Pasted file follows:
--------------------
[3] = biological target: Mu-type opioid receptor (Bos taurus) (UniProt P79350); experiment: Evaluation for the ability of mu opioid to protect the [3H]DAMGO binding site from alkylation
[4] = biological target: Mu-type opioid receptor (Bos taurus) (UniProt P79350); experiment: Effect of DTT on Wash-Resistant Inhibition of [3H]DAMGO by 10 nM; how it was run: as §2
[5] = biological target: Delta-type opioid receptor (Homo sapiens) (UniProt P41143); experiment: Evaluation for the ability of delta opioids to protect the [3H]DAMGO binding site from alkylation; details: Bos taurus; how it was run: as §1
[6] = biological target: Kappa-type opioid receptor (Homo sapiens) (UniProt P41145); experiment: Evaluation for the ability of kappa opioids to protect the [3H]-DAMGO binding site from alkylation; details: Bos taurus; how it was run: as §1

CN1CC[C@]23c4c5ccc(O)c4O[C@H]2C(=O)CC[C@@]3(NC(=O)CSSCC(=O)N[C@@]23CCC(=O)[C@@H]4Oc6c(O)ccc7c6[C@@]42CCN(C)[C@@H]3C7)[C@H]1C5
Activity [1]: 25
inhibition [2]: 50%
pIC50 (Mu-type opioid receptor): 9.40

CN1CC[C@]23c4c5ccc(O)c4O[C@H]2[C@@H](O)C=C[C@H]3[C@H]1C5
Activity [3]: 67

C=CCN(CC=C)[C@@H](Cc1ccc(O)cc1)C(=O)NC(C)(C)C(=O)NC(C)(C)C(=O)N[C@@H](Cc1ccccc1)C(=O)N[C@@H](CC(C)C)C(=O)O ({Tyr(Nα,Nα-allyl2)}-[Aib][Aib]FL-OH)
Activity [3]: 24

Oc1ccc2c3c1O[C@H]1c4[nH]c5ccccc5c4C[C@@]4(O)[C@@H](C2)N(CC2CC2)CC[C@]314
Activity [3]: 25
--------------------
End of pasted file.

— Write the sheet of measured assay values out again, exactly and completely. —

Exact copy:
[3] = biological target: Mu-type opioid receptor (Bos taurus) (UniProt P79350); experiment: Evaluation for the ability of mu opioid to protect the [3H]DAMGO binding site from alkylation
[4] = biological target: Mu-type opioid receptor (Bos taurus) (UniProt P79350); experiment: Effect of DTT on Wash-Resistant Inhibition of [3H]DAMGO by 10 nM; how it was run: as §2
[5] = biological target: Delta-type opioid receptor (Homo sapiens) (UniProt P41143); experiment: Evaluation for the ability of delta opioids to protect the [3H]DAMGO binding site from alkylation; details: Bos taurus; how it was run: as §1
[6] = biological target: Kappa-type opioid receptor (Homo sapiens) (UniProt P41145); experiment: Evaluation for the ability of kappa opioids to protect the [3H]-DAMGO binding site from alkylation; details: Bos taurus; how it was run: as §1

CN1CC[C@]23c4c5ccc(O)c4O[C@H]2C(=O)CC[C@@]3(NC(=O)CSSCC(=O)N[C@@]23CCC(=O)[C@@H]4Oc6c(O)ccc7c6[C@@]42CCN(C)[C@@H]3C7)[C@H]1C5
Activity [1]: 25
inhibition [2]: 50%
pIC50 (Mu-type opioid receptor): 9.40

CN1CC[C@]23c4c5ccc(O)c4O[C@H]2[C@@H](O)C=C[C@H]3[C@H]1C5
Activity [3]: 67

C=CCN(CC=C)[C@@H](Cc1ccc(O)cc1)C(=O)NC(C)(C)C(=O)NC(C)(C)C(=O)N[C@@H](Cc1ccccc1)C(=O)N[C@@H](CC(C)C)C(=O)O ({Tyr(Nα,Nα-allyl2)}-[Aib][Aib]FL-OH)
Activity [3]: 24

Oc1ccc2c3c1O[C@H]1c4[nH]c5ccccc5c4C[C@@]4(O)[C@@H](C2)N(CC2CC2)CC[C@]314
Activity [3]: 25